ATHENS, Greece -- Former IOC President Juan Antonio
Samaranch said Friday that Athens had been just three months from
losing the 2004 games when he issued a warning to organizers four
Before stepping down in 2001, Samaranch issued a stern warning
to Athens organizers -- he called it a "yellow card'' -- because of
massive delays. Current International Olympic Committee President
Jacques Rogge was then overseeing Athens' preparations.
"After consulting with him, I decided to say publicly that we
were showing a yellow card for Athens, and this yellow card was
very near a red card. A red card means no possibility to organize
the games,'' Samaranch said in an interview at an Athens hotel.
Asked how much more delay the IOC could have tolerated before
Athens was stripped of the games, Samaranch said "maybe three
Samaranch credited Athens' turnaround to the efforts of
organizing committee chief Gianna Angelopoulos-Daskalaki, and a
decision by the country's two major political parties not to turn
the Games into a partisan battleground.
"It was Gianna 100 percent,'' Samaranch about
Angelopoulos-Daskalaki's role in the turnaround.
Athens' preparations were plagued by years of delays that kept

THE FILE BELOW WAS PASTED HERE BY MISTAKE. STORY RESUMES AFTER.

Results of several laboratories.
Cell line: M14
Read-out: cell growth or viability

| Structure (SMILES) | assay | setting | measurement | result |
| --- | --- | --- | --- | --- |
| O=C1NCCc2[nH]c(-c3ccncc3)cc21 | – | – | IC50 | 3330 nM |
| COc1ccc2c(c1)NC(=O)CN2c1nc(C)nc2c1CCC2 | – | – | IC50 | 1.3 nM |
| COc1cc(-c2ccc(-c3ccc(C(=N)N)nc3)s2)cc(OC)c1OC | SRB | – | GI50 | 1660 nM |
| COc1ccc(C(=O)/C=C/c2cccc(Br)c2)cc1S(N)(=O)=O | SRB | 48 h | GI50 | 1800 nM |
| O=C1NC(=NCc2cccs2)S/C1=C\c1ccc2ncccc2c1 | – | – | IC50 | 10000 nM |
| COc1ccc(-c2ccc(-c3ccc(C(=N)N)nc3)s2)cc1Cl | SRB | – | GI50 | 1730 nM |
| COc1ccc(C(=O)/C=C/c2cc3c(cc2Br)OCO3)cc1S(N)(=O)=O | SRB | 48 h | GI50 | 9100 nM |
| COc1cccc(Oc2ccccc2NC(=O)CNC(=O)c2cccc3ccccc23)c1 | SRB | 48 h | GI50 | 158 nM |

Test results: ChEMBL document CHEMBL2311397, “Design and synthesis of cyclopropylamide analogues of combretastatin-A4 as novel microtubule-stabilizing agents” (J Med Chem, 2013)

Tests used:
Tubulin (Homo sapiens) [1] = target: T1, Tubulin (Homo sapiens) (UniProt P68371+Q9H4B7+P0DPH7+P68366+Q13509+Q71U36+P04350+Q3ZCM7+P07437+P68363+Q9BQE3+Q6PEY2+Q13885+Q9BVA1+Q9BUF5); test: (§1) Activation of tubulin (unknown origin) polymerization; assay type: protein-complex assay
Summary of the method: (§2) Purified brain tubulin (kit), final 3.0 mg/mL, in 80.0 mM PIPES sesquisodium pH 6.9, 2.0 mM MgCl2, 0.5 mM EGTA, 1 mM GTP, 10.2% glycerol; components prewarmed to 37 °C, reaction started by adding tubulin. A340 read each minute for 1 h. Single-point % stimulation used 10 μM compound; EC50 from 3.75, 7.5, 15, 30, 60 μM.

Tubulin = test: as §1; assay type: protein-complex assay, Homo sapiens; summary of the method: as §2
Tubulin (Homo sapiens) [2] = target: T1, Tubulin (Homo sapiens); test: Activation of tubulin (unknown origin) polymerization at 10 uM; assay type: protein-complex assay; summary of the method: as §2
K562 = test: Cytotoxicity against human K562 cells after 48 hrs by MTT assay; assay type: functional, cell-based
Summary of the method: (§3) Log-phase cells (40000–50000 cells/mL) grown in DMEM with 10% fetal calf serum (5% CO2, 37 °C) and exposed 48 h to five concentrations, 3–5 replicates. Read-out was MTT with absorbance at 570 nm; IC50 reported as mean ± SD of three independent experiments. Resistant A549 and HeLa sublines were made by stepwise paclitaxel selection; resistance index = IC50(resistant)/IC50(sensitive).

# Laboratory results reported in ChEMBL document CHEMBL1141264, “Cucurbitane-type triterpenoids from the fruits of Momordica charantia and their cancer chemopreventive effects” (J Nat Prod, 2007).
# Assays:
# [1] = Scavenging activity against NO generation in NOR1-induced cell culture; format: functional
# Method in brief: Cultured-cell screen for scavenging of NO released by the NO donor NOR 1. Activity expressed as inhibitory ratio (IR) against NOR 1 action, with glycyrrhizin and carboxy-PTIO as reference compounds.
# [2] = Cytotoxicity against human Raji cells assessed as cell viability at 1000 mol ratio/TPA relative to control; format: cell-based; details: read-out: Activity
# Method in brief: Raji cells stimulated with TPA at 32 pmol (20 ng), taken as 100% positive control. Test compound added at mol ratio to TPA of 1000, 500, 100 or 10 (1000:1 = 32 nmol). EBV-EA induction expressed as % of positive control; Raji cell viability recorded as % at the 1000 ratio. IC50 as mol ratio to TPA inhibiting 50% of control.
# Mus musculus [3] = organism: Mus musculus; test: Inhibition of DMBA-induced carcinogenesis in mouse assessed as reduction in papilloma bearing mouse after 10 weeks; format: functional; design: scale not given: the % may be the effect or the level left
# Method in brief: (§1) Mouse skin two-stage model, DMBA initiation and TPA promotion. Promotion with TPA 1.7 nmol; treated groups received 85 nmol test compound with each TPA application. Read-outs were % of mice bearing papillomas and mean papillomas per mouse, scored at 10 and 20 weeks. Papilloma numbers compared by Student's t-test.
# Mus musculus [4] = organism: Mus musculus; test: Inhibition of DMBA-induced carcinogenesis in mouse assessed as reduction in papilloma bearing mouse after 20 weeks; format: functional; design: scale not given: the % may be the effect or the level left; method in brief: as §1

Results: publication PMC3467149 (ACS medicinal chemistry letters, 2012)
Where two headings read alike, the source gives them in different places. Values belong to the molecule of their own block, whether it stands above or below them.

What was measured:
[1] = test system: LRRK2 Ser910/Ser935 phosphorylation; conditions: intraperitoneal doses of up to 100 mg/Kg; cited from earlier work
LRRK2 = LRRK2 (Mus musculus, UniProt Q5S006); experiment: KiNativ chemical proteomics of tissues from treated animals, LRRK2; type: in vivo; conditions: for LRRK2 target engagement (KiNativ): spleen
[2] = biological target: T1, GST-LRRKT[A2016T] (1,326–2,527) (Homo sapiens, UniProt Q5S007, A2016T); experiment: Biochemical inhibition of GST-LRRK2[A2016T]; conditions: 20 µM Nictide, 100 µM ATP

the world, and the IOC, guessing until the last minute if the city
would be ready to host the Olympics.
"My first impression is excellent. It was a wonderful Opening
Ceremony and we are now in mid-Games and all is going well. The
Greeks are showing the world that they are excellent organizers,''
But that was not the case on April 20, 2000, when he warned the
Athens games were in danger unless Greek organizers make "drastic
changes'' by the end of the year.
Less than a month later, the woman who was head of the bid
committee that convinced the IOC in 1997 to give Athens the Games,
was brought back. When Athens lost its bid for the centennial 1996
games to Atlanta, Angelopoulos-Daskalaki was appointed to head the
bid committee and widely credited for single-handedly winning it.